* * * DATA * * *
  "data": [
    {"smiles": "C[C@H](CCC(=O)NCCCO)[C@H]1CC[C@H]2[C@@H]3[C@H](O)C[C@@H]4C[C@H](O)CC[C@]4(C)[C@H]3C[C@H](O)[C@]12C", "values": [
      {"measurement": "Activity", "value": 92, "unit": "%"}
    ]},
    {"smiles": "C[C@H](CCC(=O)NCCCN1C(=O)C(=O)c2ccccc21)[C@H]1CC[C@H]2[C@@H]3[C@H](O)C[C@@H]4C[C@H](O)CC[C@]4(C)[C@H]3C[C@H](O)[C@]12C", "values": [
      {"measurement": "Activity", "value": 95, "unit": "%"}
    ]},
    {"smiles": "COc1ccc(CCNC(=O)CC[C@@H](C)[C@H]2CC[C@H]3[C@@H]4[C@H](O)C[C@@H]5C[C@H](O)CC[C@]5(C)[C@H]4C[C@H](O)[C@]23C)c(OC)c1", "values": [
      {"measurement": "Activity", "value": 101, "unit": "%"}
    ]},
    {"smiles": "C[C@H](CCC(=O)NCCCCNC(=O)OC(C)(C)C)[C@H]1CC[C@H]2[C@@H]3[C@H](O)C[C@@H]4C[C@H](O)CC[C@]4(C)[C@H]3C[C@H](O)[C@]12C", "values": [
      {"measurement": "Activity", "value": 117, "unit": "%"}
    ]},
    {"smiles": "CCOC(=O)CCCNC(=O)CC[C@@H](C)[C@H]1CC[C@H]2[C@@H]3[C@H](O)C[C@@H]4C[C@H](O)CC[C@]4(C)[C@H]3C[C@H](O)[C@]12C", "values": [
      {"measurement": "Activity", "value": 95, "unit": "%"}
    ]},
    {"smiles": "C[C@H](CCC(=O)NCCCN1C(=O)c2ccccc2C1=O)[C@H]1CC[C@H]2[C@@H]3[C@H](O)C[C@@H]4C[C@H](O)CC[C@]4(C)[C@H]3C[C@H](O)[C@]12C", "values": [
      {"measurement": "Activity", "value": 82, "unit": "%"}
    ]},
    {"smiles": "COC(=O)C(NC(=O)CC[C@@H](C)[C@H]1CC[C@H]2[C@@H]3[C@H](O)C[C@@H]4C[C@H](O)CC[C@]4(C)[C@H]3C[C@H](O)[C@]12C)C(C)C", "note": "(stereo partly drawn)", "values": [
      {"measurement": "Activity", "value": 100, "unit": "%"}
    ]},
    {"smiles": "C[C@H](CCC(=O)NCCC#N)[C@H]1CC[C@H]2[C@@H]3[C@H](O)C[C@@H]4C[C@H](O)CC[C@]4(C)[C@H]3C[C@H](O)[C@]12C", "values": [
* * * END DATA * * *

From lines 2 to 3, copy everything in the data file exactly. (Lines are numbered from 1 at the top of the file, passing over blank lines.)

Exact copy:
    {"smiles": "C[C@H](CCC(=O)NCCCO)[C@H]1CC[C@H]2[C@@H]3[C@H](O)C[C@@H]4C[C@H](O)CC[C@]4(C)[C@H]3C[C@H](O)[C@]12C", "values": [
      {"measurement": "Activity", "value": 92, "unit": "%"}